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EU-Russia Sanctions: Can I Still Get Paid?

Receiving payment may be more difficult than you think. Here are some things to think about before signing a contract.

The EU Council voted to impose a sectoral ban on financing the Russian Federation, its government, and its Central Bank.

The EU sanctions package is intended to target banks that finance the Russian military and other actions in those regions, to target the Russian state and government's ability to access the EU's money and financial markets and services, and to restrict funding of escalatory and aggressive measures.

What impact does the SWIFT restriction have on Russian and Belarussian banks?

The restriction inhibits seven Russian and three Belarussian banks from utilising SWIFT to make or receive foreign payments.

SWIFT is not allowed to be used by seven Russian banks and three Belarussian banks. SWIFT is a messaging service that greatly simplifies the flow of information between banks and other financial organisations. SWIFT links around 11 000 businesses throughout the globe.

As a consequence, these banks are unable to get foreign currency (a transfer of foreign currency between two banks is often conducted as a transfer overseas through a foreign intermediary bank) or move assets abroad. This has a detrimental impact on the Russian and Belarussian economies.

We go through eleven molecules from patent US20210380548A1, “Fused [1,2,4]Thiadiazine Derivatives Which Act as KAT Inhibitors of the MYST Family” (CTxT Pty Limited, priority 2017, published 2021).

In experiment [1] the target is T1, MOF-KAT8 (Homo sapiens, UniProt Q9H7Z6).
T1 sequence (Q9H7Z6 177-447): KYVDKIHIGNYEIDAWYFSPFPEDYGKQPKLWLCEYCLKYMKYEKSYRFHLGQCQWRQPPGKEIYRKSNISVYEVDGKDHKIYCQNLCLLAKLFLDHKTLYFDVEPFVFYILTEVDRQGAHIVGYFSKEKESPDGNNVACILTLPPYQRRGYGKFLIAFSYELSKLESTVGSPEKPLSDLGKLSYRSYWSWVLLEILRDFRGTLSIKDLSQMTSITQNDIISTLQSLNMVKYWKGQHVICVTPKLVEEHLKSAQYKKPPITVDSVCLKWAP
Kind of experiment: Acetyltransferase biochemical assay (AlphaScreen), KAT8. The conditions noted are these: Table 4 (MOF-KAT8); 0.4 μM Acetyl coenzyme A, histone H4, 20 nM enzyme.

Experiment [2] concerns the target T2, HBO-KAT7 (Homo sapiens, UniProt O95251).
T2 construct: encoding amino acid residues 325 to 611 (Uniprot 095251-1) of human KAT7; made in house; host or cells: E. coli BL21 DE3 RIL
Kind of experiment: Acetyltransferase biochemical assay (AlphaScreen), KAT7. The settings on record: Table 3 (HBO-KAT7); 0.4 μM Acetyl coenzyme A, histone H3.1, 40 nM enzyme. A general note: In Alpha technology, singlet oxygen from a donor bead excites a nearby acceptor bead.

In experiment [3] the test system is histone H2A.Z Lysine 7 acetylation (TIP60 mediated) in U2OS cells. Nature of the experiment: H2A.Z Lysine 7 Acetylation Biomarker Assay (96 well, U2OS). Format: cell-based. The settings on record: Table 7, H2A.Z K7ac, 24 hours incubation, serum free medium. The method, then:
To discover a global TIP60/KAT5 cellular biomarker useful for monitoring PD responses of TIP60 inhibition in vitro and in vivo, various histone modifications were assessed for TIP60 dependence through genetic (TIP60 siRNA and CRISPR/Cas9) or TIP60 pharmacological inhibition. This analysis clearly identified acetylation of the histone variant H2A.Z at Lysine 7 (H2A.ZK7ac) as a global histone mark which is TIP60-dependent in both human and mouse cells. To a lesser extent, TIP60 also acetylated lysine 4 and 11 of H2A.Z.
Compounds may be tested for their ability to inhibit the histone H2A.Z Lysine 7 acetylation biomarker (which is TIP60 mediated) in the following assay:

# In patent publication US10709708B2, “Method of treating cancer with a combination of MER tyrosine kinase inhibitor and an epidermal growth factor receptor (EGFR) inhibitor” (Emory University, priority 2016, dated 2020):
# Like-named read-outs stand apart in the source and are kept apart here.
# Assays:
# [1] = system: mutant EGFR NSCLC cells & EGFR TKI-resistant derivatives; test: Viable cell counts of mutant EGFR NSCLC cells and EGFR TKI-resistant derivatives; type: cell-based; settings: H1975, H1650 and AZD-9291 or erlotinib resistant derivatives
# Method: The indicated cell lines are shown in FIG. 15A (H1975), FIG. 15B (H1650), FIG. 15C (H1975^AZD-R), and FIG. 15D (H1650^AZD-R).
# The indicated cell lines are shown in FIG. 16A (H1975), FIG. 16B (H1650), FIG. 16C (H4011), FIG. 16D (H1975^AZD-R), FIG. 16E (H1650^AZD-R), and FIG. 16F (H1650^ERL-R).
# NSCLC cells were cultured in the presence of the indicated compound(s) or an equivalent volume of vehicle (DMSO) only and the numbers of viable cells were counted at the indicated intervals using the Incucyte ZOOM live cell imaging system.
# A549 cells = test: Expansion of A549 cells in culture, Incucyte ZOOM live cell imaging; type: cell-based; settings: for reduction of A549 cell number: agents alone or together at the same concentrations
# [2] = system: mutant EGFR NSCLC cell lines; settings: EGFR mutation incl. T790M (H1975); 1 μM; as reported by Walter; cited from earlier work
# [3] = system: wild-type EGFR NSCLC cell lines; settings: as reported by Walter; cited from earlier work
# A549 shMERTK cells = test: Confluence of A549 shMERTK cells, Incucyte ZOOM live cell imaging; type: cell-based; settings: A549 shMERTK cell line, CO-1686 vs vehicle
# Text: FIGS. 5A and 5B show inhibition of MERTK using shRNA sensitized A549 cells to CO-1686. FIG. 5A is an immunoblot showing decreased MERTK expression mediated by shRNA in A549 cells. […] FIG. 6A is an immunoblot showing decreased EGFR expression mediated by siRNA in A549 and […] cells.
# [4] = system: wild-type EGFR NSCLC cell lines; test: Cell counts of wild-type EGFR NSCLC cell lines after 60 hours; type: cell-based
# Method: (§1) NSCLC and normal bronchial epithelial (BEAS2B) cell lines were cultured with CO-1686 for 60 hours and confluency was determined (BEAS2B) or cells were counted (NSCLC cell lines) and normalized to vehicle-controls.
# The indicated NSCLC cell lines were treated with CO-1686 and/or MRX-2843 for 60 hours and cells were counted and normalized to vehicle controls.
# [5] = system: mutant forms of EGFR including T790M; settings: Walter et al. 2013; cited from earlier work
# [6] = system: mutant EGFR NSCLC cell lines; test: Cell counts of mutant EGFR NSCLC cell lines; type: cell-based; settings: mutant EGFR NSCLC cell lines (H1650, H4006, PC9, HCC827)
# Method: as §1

Technically, banks might conduct international transactions without SWIFT, but it would be costly, difficult, and would need mutual confidence between financial institutions. It transports payments back to the days when each transaction was confirmed by phone or fax.

In actuality, what do the sanctions imposed on Russia's National Central Bank mean for businesses?

The European Union has outlawed any transactions with the Russian Central Bank concerning the administration of the Russian Central Bank's reserves and assets. Because of the central bank asset freeze, the central bank no longer has access to the assets it has kept in EU central banks and private entities.

Russia's overseas reserves were at $643 billion (€579 billion) in February 2022. Having foreign currency reserves, among other things, helps to keep a country's own currency's exchange rate constant.

It is anticipated that more than half of Russia's deposits are frozen as a result of the embargo on transactions with the EU and other nations. Other nations (including the United States, Canada, and the United Kingdom) that hold a portion of Russia's foreign reserves likewise enforced the restriction.

As a result, Russia is unable to utilise this buffer of foreign assets to supply liquidity to its banks, so mitigating the consequences of other sanctions. Even Russia's gold stockpiles look to be more difficult to sell as a result of international sanctions impacting Russian enterprises.

The sale, supply, transfer, and export of euro-denominated banknotes to Russia has also been forbidden by the EU. The goal is to restrict access to cash in euros by the Russian government, its Central Bank, and natural or legal persons in Russia in order to prevent sanctions from being circumvented.

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